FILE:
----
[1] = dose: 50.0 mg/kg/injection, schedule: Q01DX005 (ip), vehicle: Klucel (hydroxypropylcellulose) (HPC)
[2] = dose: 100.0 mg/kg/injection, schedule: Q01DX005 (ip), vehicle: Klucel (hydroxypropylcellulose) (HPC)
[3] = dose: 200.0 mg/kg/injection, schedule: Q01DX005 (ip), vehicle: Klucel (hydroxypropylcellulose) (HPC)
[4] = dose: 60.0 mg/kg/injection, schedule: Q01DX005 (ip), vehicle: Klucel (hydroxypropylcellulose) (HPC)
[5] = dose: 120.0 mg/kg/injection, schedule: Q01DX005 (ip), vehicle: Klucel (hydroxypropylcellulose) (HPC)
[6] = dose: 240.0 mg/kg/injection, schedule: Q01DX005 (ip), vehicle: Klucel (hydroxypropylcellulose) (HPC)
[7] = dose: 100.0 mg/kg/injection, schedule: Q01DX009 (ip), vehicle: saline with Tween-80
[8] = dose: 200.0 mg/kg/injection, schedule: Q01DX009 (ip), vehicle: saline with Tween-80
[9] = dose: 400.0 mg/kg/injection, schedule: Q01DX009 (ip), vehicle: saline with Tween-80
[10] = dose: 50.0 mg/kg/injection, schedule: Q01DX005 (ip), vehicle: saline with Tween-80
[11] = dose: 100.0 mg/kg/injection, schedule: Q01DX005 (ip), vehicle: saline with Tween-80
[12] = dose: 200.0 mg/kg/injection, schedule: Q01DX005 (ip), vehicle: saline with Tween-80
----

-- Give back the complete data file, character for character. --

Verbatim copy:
[1] = dose: 50.0 mg/kg/injection, schedule: Q01DX005 (ip), vehicle: Klucel (hydroxypropylcellulose) (HPC)
[2] = dose: 100.0 mg/kg/injection, schedule: Q01DX005 (ip), vehicle: Klucel (hydroxypropylcellulose) (HPC)
[3] = dose: 200.0 mg/kg/injection, schedule: Q01DX005 (ip), vehicle: Klucel (hydroxypropylcellulose) (HPC)
[4] = dose: 60.0 mg/kg/injection, schedule: Q01DX005 (ip), vehicle: Klucel (hydroxypropylcellulose) (HPC)
[5] = dose: 120.0 mg/kg/injection, schedule: Q01DX005 (ip), vehicle: Klucel (hydroxypropylcellulose) (HPC)
[6] = dose: 240.0 mg/kg/injection, schedule: Q01DX005 (ip), vehicle: Klucel (hydroxypropylcellulose) (HPC)
[7] = dose: 100.0 mg/kg/injection, schedule: Q01DX009 (ip), vehicle: saline with Tween-80
[8] = dose: 200.0 mg/kg/injection, schedule: Q01DX009 (ip), vehicle: saline with Tween-80
[9] = dose: 400.0 mg/kg/injection, schedule: Q01DX009 (ip), vehicle: saline with Tween-80
[10] = dose: 50.0 mg/kg/injection, schedule: Q01DX005 (ip), vehicle: saline with Tween-80
[11] = dose: 100.0 mg/kg/injection, schedule: Q01DX005 (ip), vehicle: saline with Tween-80
[12] = dose: 200.0 mg/kg/injection, schedule: Q01DX005 (ip), vehicle: saline with Tween-80